Goodbye, Roy

It is Thursday morning, and Roy Tarpley is walking away from what will likely prove his last home practice in a place where he has never really felt at home.

He sees that the sun is shining and says the weather is crazy and that he will not talk to the media--about anything. Period.

Standing on the steps to the parking lot, he squints at the sky and sings a few words from "Happy Days are Here Again." Roy has been singing a lot of funny little songs this season. Figuratively, he has probably sung the last verse in his off-key Dallas ballad.

It is difficult to say just what Roy has done with his year here. He has quit talking to the media. Snippets of his life emerge from teammates and other co-workers to give us some idea of what it is to be Roy Tarpley in Dallas, Texas. We learn about Roy from those on the periphery--like reporters trying to piece together from yearbook snapshots and the words of neighbors a profile of someone who has done something terribly wrong.

Roy hasn't done anything all that wrong--other than go about everything awkwardly. He has just completed his first season back in the NBA since the drug suspension. There have been injuries, sickness, weird behavior, poor play, stellar performances, pats on the back, and just a few smiles.

He is a 30-year-old man on a team of 22- and 23-year-olds. He is building a house in Lewisville. He is the only married man on a team of very single gentlemen, most of whom still call their parents' house "home." He is the one guy who doesn't quite fit in--even though he is the one who needs to fit in somewhere more than any guy. But he does not go to their bars. He does not share their deep friendships.

Jason Kidd and Jim Jackson and the bunch play video games and pool for fun; sometimes, for some of the kids, there is an occasional foray to a girlie bar. Roy simply does not fit in. Earlier in the season, one teammate, speaking of Roy, said it was as though the team had this "retired guy" just hanging around.

Jason Kidd, the hope of the future, says he and Roy, the hope of the past, talk--but not about how to play basketball. "We talk about life and stuff," says Kidd. "I don't usually start the conversations, but we talk. Roy usually says something first.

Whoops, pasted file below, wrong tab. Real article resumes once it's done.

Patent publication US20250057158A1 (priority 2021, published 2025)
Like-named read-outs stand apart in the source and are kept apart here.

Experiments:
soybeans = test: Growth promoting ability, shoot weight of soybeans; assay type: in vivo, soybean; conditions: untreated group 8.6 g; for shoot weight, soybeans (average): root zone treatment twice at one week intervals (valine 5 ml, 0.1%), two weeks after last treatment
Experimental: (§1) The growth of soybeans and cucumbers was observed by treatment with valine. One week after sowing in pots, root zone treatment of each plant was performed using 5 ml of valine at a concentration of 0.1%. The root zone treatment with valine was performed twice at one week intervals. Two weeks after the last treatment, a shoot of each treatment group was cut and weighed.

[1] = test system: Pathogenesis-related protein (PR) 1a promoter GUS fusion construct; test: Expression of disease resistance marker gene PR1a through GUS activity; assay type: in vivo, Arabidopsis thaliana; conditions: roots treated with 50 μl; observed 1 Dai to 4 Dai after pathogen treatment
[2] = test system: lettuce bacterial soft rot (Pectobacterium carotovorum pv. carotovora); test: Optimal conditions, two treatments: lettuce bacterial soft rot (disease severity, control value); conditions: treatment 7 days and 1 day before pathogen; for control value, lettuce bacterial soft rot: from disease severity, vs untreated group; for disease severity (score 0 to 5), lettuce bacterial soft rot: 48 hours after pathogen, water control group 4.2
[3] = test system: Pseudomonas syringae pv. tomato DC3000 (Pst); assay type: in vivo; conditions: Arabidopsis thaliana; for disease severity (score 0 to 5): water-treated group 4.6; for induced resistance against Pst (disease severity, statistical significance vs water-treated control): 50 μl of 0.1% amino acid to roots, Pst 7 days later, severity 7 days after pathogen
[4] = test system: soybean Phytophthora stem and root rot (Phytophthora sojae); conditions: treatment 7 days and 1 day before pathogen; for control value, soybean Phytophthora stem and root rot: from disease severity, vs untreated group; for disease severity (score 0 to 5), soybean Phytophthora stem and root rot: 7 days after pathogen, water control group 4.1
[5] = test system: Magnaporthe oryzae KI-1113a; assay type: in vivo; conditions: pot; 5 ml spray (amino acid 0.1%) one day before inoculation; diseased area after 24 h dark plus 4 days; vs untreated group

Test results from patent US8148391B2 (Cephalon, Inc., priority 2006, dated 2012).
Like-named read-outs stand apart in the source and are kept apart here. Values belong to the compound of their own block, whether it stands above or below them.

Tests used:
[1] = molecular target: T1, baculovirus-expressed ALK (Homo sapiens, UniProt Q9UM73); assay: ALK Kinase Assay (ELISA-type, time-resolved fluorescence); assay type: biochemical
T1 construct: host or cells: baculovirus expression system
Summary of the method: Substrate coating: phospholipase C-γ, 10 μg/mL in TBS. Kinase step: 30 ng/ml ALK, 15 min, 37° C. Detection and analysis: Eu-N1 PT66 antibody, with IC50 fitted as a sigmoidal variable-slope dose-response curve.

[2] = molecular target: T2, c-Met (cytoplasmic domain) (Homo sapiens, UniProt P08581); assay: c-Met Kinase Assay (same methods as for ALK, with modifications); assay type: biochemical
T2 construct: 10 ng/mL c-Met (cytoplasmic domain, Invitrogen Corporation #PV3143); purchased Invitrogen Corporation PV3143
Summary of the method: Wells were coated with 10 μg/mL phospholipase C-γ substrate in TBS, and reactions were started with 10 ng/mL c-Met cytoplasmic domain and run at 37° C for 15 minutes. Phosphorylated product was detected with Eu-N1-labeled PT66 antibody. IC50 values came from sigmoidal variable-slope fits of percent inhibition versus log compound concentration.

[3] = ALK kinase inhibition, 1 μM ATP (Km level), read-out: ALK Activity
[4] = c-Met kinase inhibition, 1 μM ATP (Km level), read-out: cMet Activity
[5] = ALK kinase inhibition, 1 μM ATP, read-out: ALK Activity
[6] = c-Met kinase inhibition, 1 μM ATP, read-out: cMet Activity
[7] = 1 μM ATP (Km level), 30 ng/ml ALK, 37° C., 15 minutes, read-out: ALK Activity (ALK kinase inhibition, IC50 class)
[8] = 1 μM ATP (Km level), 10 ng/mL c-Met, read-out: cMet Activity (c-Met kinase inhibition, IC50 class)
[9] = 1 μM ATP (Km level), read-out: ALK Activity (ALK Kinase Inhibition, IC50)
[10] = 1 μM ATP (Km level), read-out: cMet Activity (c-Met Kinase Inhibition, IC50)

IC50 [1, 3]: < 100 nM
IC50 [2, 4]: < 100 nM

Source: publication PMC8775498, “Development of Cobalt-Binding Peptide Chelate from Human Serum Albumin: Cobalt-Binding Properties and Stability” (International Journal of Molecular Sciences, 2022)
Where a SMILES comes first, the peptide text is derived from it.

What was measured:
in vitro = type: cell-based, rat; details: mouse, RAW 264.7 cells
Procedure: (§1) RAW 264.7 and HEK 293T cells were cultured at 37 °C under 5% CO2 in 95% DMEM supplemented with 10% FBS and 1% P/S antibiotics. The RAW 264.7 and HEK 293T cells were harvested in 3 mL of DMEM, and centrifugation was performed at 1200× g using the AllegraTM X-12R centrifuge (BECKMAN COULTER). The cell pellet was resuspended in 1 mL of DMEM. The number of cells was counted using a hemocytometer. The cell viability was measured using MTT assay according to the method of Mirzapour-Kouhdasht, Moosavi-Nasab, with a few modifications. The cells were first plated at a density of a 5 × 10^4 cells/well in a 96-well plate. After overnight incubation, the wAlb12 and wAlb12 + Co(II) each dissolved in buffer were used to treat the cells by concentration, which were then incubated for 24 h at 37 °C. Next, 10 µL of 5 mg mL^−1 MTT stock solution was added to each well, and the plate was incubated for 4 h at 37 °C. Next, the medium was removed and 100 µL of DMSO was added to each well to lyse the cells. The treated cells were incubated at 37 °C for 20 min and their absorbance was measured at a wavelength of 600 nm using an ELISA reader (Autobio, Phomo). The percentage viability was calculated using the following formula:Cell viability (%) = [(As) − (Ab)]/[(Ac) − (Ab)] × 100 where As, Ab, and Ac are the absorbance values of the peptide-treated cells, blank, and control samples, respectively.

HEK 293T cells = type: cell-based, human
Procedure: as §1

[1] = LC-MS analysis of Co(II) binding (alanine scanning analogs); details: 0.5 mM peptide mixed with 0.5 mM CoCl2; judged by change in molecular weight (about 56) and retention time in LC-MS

"He might give advice, just about stuff."
"Stuff" might be how Jason and Roy have both been held up to public scrutiny after ugly, controversial incidents. Kidd won't say. "Every athlete has suffered," says the rookie. "This is just the challenge he has put in front of him. Everybody has challenges."

Roy gets along well enough with teammates. But he seldom associates with them off the court. Instead, he sticks with "his boys"--a group of nonbasketball friends from years ago in Dallas who accompany him socially and provide a disassociation from the Mavericks. They insulate him from the curious in the places where they hang out--often black clubs, where everyone seems to leave Roy pretty much alone.

Just as often, Roy goes home. He plays with his baby. He eats with his wife. He gets in that white Mercedes to go to the video store. He is no saint. He is not horrible.

But he has nothing in common with his teammates save an affinity for basketball--on a team which thrives like few others on its deep fraternal atmosphere. And he certainly has nothing in common with the media, which has become both the rightful target of his anger and the weak scapegoat for his failures.

If, as expected, Roy gets traded--and the Mavericks may actually be able to get more than a box of rocks for him after a string of fine late-season performances--it is doubtful his new media pack will be as indulgent as this one. At least this group has known him for years and learned to like him as a human.